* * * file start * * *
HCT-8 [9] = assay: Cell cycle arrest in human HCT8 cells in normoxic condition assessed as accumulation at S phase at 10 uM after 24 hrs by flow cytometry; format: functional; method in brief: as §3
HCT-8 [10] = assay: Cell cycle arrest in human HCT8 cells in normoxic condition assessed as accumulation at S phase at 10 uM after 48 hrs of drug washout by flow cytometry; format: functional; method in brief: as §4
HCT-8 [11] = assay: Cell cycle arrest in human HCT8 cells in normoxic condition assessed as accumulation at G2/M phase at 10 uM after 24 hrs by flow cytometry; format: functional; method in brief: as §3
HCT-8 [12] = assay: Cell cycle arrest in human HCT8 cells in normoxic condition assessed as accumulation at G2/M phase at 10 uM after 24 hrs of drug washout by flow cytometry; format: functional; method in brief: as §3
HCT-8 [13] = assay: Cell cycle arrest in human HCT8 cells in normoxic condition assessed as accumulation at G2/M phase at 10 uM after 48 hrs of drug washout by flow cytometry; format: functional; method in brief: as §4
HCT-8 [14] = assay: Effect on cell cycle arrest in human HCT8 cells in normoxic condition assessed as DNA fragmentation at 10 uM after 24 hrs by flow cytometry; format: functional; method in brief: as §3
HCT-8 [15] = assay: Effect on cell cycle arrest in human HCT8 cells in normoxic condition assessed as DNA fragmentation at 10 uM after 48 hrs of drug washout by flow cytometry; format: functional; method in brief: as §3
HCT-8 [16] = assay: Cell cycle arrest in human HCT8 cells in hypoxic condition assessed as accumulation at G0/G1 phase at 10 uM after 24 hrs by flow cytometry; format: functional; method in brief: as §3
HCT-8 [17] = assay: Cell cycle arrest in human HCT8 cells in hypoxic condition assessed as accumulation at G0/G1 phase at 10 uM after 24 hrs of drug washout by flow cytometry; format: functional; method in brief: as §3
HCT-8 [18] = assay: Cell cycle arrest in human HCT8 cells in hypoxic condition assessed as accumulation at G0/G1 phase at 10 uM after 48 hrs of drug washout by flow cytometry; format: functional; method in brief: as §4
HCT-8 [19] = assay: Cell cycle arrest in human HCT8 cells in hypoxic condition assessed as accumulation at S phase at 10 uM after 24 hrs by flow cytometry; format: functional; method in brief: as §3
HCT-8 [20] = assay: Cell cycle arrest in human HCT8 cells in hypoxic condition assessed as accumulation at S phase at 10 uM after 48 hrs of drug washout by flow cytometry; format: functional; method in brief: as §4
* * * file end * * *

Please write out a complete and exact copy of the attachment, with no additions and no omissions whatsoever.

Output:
HCT-8 [9] = assay: Cell cycle arrest in human HCT8 cells in normoxic condition assessed as accumulation at S phase at 10 uM after 24 hrs by flow cytometry; format: functional; method in brief: as §3
HCT-8 [10] = assay: Cell cycle arrest in human HCT8 cells in normoxic condition assessed as accumulation at S phase at 10 uM after 48 hrs of drug washout by flow cytometry; format: functional; method in brief: as §4
HCT-8 [11] = assay: Cell cycle arrest in human HCT8 cells in normoxic condition assessed as accumulation at G2/M phase at 10 uM after 24 hrs by flow cytometry; format: functional; method in brief: as §3
HCT-8 [12] = assay: Cell cycle arrest in human HCT8 cells in normoxic condition assessed as accumulation at G2/M phase at 10 uM after 24 hrs of drug washout by flow cytometry; format: functional; method in brief: as §3
HCT-8 [13] = assay: Cell cycle arrest in human HCT8 cells in normoxic condition assessed as accumulation at G2/M phase at 10 uM after 48 hrs of drug washout by flow cytometry; format: functional; method in brief: as §4
HCT-8 [14] = assay: Effect on cell cycle arrest in human HCT8 cells in normoxic condition assessed as DNA fragmentation at 10 uM after 24 hrs by flow cytometry; format: functional; method in brief: as §3
HCT-8 [15] = assay: Effect on cell cycle arrest in human HCT8 cells in normoxic condition assessed as DNA fragmentation at 10 uM after 48 hrs of drug washout by flow cytometry; format: functional; method in brief: as §3
HCT-8 [16] = assay: Cell cycle arrest in human HCT8 cells in hypoxic condition assessed as accumulation at G0/G1 phase at 10 uM after 24 hrs by flow cytometry; format: functional; method in brief: as §3
HCT-8 [17] = assay: Cell cycle arrest in human HCT8 cells in hypoxic condition assessed as accumulation at G0/G1 phase at 10 uM after 24 hrs of drug washout by flow cytometry; format: functional; method in brief: as §3
HCT-8 [18] = assay: Cell cycle arrest in human HCT8 cells in hypoxic condition assessed as accumulation at G0/G1 phase at 10 uM after 48 hrs of drug washout by flow cytometry; format: functional; method in brief: as §4
HCT-8 [19] = assay: Cell cycle arrest in human HCT8 cells in hypoxic condition assessed as accumulation at S phase at 10 uM after 24 hrs by flow cytometry; format: functional; method in brief: as §3
HCT-8 [20] = assay: Cell cycle arrest in human HCT8 cells in hypoxic condition assessed as accumulation at S phase at 10 uM after 48 hrs of drug washout by flow cytometry; format: functional; method in brief: as §4